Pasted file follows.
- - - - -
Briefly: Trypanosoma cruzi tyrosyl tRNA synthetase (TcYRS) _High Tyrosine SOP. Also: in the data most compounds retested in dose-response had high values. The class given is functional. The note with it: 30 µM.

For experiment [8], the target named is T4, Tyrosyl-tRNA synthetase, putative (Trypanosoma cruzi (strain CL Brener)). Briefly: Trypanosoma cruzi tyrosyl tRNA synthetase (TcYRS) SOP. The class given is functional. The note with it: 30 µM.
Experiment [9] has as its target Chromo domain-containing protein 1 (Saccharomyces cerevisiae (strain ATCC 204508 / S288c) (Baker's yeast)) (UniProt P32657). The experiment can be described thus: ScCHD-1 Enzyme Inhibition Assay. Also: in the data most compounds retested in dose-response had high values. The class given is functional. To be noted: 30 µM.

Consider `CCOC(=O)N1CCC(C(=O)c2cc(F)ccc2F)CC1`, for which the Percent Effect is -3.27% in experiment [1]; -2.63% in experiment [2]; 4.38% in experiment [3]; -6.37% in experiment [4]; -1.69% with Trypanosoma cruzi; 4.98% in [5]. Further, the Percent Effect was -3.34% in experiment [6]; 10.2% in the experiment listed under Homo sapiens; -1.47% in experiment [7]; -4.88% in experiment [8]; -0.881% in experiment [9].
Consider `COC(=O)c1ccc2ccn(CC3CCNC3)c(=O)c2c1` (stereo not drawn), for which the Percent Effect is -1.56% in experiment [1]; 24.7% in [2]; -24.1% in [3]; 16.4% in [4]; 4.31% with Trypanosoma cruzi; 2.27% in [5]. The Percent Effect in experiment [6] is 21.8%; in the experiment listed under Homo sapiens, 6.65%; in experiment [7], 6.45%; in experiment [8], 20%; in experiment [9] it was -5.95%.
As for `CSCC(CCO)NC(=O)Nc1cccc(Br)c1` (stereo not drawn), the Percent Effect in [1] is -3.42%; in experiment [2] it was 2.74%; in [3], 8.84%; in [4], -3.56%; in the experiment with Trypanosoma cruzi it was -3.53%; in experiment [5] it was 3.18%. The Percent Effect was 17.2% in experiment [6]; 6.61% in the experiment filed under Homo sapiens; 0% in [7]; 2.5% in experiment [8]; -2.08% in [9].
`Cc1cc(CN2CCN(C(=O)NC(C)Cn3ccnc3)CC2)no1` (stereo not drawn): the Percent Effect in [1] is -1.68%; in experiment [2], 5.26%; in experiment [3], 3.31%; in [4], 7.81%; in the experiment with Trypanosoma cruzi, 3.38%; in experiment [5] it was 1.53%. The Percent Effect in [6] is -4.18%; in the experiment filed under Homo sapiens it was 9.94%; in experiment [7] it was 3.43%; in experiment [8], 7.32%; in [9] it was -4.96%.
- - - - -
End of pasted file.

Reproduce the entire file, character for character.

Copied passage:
Briefly: Trypanosoma cruzi tyrosyl tRNA synthetase (TcYRS) _High Tyrosine SOP. Also: in the data most compounds retested in dose-response had high values. The class given is functional. The note with it: 30 µM.

For experiment [8], the target named is T4, Tyrosyl-tRNA synthetase, putative (Trypanosoma cruzi (strain CL Brener)). Briefly: Trypanosoma cruzi tyrosyl tRNA synthetase (TcYRS) SOP. The class given is functional. The note with it: 30 µM.
Experiment [9] has as its target Chromo domain-containing protein 1 (Saccharomyces cerevisiae (strain ATCC 204508 / S288c) (Baker's yeast)) (UniProt P32657). The experiment can be described thus: ScCHD-1 Enzyme Inhibition Assay. Also: in the data most compounds retested in dose-response had high values. The class given is functional. To be noted: 30 µM.

Consider `CCOC(=O)N1CCC(C(=O)c2cc(F)ccc2F)CC1`, for which the Percent Effect is -3.27% in experiment [1]; -2.63% in experiment [2]; 4.38% in experiment [3]; -6.37% in experiment [4]; -1.69% with Trypanosoma cruzi; 4.98% in [5]. Further, the Percent Effect was -3.34% in experiment [6]; 10.2% in the experiment listed under Homo sapiens; -1.47% in experiment [7]; -4.88% in experiment [8]; -0.881% in experiment [9].
Consider `COC(=O)c1ccc2ccn(CC3CCNC3)c(=O)c2c1` (stereo not drawn), for which the Percent Effect is -1.56% in experiment [1]; 24.7% in [2]; -24.1% in [3]; 16.4% in [4]; 4.31% with Trypanosoma cruzi; 2.27% in [5]. The Percent Effect in experiment [6] is 21.8%; in the experiment listed under Homo sapiens, 6.65%; in experiment [7], 6.45%; in experiment [8], 20%; in experiment [9] it was -5.95%.
As for `CSCC(CCO)NC(=O)Nc1cccc(Br)c1` (stereo not drawn), the Percent Effect in [1] is -3.42%; in experiment [2] it was 2.74%; in [3], 8.84%; in [4], -3.56%; in the experiment with Trypanosoma cruzi it was -3.53%; in experiment [5] it was 3.18%. The Percent Effect was 17.2% in experiment [6]; 6.61% in the experiment filed under Homo sapiens; 0% in [7]; 2.5% in experiment [8]; -2.08% in [9].
`Cc1cc(CN2CCN(C(=O)NC(C)Cn3ccnc3)CC2)no1` (stereo not drawn): the Percent Effect in [1] is -1.68%; in experiment [2], 5.26%; in experiment [3], 3.31%; in [4], 7.81%; in the experiment with Trypanosoma cruzi, 3.38%; in experiment [5] it was 1.53%. The Percent Effect in [6] is -4.18%; in the experiment filed under Homo sapiens it was 9.94%; in experiment [7] it was 3.43%; in experiment [8], 7.32%; in [9] it was -4.96%.